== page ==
Claustrophobic ex-convict Brazil is on parole for a man slaughter
sentence and is hoping never to go back behind bars again. All he has to
do is stay out of trouble in his quiet cabin in the woods. Then a
beautiful woman with a broken shoe stumbles through his door.
This was one of the last shorter stories that Hammett published before he
walked away from crime writing. It's not his greatest bit of writing but
still well worth a look. To be honest I much prefer the 1934 film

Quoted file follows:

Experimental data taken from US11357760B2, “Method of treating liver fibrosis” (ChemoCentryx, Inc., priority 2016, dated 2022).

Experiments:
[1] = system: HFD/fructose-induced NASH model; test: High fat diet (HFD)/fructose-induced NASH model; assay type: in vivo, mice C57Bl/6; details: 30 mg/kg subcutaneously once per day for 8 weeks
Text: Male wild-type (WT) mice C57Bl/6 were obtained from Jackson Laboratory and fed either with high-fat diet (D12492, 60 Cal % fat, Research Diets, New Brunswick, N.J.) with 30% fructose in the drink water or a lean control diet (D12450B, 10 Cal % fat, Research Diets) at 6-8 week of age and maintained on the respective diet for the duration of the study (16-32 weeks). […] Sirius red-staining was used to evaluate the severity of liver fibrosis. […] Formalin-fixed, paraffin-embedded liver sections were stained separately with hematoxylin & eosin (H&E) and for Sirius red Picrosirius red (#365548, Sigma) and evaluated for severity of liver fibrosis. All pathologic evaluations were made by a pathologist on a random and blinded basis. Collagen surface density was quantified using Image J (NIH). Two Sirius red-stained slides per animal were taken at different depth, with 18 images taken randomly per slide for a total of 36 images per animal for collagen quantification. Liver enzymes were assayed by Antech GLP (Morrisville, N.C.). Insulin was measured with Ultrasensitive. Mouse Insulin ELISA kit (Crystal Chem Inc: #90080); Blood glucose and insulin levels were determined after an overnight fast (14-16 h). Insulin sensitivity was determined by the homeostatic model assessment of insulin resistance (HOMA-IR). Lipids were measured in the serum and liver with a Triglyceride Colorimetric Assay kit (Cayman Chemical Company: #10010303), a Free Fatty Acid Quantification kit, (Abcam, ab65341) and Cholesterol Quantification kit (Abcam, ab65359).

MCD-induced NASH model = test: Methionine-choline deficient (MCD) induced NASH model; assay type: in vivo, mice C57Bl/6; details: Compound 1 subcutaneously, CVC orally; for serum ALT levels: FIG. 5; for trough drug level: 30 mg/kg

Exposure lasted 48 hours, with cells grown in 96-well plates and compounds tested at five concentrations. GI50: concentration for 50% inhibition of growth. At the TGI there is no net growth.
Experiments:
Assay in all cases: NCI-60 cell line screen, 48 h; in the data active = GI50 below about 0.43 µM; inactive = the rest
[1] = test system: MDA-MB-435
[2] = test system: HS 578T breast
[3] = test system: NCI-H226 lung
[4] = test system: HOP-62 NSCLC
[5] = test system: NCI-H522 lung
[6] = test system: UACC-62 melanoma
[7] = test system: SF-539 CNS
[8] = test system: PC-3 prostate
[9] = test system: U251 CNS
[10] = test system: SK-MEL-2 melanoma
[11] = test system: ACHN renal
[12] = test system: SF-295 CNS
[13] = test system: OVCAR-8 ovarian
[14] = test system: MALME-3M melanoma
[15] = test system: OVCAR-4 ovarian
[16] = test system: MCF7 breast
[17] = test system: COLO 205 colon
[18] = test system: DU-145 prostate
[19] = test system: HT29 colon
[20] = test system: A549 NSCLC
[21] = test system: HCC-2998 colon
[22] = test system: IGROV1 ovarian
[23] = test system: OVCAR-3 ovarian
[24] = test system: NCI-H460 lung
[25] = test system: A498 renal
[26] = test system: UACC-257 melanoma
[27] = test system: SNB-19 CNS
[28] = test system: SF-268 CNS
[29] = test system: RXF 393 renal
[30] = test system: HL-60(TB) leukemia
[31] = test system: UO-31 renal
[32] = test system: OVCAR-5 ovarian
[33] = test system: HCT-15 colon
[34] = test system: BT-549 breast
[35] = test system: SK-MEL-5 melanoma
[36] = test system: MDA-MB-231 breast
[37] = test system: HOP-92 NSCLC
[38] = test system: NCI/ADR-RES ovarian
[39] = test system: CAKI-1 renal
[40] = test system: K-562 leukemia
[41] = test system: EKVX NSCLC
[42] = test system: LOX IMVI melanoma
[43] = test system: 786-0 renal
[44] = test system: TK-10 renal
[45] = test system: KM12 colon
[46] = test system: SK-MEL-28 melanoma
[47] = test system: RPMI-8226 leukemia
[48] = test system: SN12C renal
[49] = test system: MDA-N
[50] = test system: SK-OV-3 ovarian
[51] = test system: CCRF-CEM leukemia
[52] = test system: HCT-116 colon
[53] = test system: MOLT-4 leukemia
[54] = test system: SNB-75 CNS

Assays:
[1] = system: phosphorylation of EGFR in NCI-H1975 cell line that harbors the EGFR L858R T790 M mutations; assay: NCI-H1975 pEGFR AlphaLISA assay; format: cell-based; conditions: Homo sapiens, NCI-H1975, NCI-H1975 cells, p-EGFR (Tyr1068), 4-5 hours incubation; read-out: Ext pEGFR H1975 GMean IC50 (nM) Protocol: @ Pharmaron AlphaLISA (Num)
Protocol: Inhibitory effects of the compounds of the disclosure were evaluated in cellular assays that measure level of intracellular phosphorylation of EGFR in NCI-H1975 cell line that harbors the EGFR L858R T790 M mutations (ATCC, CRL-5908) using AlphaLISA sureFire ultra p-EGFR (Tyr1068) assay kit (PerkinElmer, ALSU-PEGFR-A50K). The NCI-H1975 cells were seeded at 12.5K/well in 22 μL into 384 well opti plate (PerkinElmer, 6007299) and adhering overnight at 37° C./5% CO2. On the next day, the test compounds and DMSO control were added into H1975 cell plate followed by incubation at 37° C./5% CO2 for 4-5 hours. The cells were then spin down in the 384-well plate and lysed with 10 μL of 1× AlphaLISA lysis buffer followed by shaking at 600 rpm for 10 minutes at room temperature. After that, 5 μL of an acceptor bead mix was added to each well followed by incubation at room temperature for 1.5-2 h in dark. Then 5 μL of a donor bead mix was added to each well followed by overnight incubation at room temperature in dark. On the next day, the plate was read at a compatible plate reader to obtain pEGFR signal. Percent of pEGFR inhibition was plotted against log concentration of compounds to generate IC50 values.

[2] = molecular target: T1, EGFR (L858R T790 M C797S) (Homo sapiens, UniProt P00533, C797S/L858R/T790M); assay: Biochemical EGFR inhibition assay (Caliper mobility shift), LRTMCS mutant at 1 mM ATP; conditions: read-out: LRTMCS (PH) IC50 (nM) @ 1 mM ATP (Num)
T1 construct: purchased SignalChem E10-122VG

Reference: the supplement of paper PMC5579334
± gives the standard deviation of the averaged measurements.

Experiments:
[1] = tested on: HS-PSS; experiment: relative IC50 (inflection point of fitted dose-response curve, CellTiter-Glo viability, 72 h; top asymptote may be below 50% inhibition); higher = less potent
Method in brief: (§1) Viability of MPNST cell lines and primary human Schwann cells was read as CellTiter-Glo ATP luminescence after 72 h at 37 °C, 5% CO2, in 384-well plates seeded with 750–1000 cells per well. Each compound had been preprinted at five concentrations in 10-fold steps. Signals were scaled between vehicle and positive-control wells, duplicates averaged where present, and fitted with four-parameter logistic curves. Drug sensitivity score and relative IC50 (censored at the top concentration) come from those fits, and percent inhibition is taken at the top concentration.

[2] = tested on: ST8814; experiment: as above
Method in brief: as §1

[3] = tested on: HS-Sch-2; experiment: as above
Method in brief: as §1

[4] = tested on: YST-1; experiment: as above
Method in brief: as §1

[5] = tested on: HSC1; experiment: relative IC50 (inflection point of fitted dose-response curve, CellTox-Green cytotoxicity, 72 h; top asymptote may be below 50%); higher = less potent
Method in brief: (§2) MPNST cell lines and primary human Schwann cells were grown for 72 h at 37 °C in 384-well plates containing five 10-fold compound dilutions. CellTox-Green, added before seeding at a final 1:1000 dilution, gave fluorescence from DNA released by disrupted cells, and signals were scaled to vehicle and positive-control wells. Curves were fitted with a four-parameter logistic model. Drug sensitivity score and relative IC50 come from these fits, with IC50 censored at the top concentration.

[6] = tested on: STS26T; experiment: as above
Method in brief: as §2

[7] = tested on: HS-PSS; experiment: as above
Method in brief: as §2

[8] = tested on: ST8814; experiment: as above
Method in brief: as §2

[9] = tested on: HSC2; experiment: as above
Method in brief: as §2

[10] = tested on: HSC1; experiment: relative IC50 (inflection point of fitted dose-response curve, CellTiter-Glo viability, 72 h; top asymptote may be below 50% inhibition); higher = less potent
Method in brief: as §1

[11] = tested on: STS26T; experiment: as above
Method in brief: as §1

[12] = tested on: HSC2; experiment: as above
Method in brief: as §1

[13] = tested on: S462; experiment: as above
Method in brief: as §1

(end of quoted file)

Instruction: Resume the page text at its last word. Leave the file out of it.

version with Ralph Bellamy and Fay Wray in the lead roles.
It's pretty faithful to Hammett's story though it does smooth off the rough edges, notably Hammett's insistence on having characters with accents and lisps all fully annotated. The romantic element is more developed and there's also a bit of humour along the way mainly from Roscoe Ates. And you get to see Fay Wray's ankles.. so no contest really.
An introduction by Robert B.Parker comments on Hammett's style and suggests the reasons for the story's level of romance.